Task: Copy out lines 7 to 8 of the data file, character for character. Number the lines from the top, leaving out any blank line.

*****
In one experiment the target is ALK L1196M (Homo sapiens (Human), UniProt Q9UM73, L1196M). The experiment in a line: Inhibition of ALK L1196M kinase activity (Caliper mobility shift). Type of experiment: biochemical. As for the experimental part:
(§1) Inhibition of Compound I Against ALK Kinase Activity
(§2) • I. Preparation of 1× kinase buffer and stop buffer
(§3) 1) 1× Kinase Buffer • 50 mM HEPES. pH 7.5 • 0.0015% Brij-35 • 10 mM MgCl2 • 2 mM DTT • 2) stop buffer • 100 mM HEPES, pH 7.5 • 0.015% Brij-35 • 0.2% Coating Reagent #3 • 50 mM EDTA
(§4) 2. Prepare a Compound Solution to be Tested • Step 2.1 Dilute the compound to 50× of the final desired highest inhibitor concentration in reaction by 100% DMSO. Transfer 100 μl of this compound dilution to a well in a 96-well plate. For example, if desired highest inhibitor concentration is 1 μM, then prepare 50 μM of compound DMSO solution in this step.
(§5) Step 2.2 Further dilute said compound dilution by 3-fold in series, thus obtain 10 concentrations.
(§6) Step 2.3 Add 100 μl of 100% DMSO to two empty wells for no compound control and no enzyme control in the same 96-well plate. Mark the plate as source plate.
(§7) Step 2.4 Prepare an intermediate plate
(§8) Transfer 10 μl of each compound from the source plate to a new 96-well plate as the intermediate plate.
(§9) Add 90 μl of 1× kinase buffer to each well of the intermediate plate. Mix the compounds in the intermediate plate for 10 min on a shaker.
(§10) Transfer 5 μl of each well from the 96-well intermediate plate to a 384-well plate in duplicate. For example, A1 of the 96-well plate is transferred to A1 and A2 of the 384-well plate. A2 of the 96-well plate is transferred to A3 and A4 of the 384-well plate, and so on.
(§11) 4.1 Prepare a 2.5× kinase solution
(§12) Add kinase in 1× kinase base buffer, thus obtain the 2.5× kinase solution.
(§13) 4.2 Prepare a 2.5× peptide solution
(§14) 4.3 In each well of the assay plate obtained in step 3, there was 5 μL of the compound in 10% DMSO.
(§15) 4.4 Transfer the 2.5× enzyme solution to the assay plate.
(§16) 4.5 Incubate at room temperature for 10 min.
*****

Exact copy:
(§6) Step 2.3 Add 100 μl of 100% DMSO to two empty wells for no compound control and no enzyme control in the same 96-well plate. Mark the plate as source plate.
(§7) Step 2.4 Prepare an intermediate plate